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Google may sell off its satellite imaging division

by on21 January 2017

Planet Labs is a potential fit

According to the latest reports from The Wall Street Journal and Bloomberg, there is an effort underway by Alphabet Inc. to slash some of its long-term projects and R&D divisions, including Google’s own satellite imaging unit.

Alphabet chief financial officer Ruth Porat, a former finance chief from Morgan Stanley, is said to be cutting back on some of the search engine giant’s more ambitious projects. This includes suspending Google Fiber expansion plans until affordability catches up with demand, and selling its satellite imaging division (formerly known as Terra Bella) to a competitor known as Planet. As for acquiring mapping data in the future, the company plans to purchase it from other independent groups rather than launching and operating expensive satellites.

Terra Bella, formerly known as Skybox Imaging, was founded in 2009 by four individuals and acquired by Google in 2014 to the tune of $500 million. As of today, the unit consists of seven satellites and sends data both directly to Google and sells it off to third parties. Around the same time of the purchase, the company also launched Skybox for Good, an initiative that gave non-profits free and open access to all of its satellite imagery for protecting the environment, saving lives, and spawning education research in rural areas. There is currently no information on whether this program will remain in place, though it has undoubtedly helped many researchers protect and preserve cultural heritages, prevent deforestations and many other ambitious ground-level projects.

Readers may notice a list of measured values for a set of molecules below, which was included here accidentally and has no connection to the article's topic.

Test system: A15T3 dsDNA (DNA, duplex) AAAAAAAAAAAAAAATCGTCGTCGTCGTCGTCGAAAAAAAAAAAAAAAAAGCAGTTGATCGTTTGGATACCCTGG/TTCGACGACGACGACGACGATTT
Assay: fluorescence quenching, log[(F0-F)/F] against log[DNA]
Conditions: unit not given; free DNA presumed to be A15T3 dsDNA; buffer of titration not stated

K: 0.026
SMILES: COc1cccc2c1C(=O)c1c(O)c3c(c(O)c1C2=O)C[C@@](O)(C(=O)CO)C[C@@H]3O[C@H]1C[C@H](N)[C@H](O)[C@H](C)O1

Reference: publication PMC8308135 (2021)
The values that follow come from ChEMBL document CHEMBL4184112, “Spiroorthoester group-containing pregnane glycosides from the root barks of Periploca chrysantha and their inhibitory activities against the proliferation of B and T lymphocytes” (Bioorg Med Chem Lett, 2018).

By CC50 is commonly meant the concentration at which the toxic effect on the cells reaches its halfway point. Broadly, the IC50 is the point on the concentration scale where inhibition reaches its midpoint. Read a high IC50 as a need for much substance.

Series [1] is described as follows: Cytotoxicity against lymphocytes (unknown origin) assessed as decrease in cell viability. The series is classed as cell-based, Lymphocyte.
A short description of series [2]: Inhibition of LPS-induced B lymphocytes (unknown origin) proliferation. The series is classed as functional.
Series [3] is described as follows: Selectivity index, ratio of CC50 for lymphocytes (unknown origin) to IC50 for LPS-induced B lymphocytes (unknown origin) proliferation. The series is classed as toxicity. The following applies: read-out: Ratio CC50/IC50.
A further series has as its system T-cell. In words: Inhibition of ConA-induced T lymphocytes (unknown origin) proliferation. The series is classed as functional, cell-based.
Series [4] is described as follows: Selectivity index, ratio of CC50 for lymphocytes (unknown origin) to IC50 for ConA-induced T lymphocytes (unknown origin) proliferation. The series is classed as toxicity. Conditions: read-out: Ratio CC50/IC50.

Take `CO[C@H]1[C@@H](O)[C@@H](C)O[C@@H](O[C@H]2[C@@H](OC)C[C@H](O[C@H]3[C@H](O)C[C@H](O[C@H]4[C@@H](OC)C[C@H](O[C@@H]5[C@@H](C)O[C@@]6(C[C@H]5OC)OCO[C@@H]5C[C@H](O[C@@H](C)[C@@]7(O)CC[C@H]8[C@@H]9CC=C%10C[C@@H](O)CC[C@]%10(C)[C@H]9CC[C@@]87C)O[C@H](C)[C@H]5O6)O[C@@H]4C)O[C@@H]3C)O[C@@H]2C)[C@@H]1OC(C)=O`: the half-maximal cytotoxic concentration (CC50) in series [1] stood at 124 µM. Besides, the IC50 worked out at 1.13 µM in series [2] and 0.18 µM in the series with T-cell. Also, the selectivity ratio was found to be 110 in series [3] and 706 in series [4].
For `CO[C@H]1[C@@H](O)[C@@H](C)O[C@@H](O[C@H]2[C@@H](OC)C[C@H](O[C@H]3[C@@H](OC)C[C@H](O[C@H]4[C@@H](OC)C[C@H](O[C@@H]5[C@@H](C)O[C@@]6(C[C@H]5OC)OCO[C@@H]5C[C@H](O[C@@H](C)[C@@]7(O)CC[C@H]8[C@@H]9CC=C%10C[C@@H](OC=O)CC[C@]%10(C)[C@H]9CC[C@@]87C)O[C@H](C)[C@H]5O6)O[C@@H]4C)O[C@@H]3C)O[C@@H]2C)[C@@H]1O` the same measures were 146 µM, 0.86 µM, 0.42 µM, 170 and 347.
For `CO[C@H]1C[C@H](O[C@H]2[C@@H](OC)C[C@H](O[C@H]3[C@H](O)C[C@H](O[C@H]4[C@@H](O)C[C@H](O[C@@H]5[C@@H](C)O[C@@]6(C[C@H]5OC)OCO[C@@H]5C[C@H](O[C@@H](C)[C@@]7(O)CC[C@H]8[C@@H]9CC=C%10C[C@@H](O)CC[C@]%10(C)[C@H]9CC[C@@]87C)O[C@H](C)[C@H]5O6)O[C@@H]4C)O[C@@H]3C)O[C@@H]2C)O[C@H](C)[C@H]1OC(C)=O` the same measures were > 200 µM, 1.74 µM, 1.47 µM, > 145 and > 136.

Planet, the potential buyer, was also founded in 2009 and is currently valued at $1.1 billion. According to former workers at its San Francisco headquarters, an acquisition of Google’s satellite operations would bring much needed competition while the company that has struggled to find customers. Its current satellite payload consists of a few dozens units each weighing about ten pounds, yet they can only capture low-resolution imagery. Upgrading to Terra Bella’s satellites would allow the company to produce much higher-quality imagery, and industry experts say it would also gain employees with experience in spacecraft operations and data processing. Planet could also migrate its processing workload from Amazon Web Services to Google’s Cloud Platform to strengthen its product portfolio.

Last modified on 21 January 2017
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